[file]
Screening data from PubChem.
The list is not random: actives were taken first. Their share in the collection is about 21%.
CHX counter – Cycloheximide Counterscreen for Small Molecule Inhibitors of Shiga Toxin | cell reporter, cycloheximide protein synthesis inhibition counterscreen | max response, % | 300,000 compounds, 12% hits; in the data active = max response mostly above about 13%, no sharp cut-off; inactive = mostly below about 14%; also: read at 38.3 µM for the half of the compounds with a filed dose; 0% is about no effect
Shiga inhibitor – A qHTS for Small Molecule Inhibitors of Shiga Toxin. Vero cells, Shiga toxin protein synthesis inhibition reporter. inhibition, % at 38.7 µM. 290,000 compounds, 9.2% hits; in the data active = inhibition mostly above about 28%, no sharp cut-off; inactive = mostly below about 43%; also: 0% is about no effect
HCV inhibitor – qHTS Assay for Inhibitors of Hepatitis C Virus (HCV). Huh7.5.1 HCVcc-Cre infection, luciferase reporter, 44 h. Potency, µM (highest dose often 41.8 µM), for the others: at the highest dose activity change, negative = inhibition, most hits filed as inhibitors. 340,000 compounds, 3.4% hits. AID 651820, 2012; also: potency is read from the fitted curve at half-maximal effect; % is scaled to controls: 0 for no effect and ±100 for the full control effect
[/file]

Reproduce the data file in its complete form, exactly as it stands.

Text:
Screening data from PubChem.
The list is not random: actives were taken first. Their share in the collection is about 21%.
CHX counter – Cycloheximide Counterscreen for Small Molecule Inhibitors of Shiga Toxin | cell reporter, cycloheximide protein synthesis inhibition counterscreen | max response, % | 300,000 compounds, 12% hits; in the data active = max response mostly above about 13%, no sharp cut-off; inactive = mostly below about 14%; also: read at 38.3 µM for the half of the compounds with a filed dose; 0% is about no effect
Shiga inhibitor – A qHTS for Small Molecule Inhibitors of Shiga Toxin. Vero cells, Shiga toxin protein synthesis inhibition reporter. inhibition, % at 38.7 µM. 290,000 compounds, 9.2% hits; in the data active = inhibition mostly above about 28%, no sharp cut-off; inactive = mostly below about 43%; also: 0% is about no effect
HCV inhibitor – qHTS Assay for Inhibitors of Hepatitis C Virus (HCV). Huh7.5.1 HCVcc-Cre infection, luciferase reporter, 44 h. Potency, µM (highest dose often 41.8 µM), for the others: at the highest dose activity change, negative = inhibition, most hits filed as inhibitors. 340,000 compounds, 3.4% hits. AID 651820, 2012; also: potency is read from the fitted curve at half-maximal effect; % is scaled to controls: 0 for no effect and ±100 for the full control effect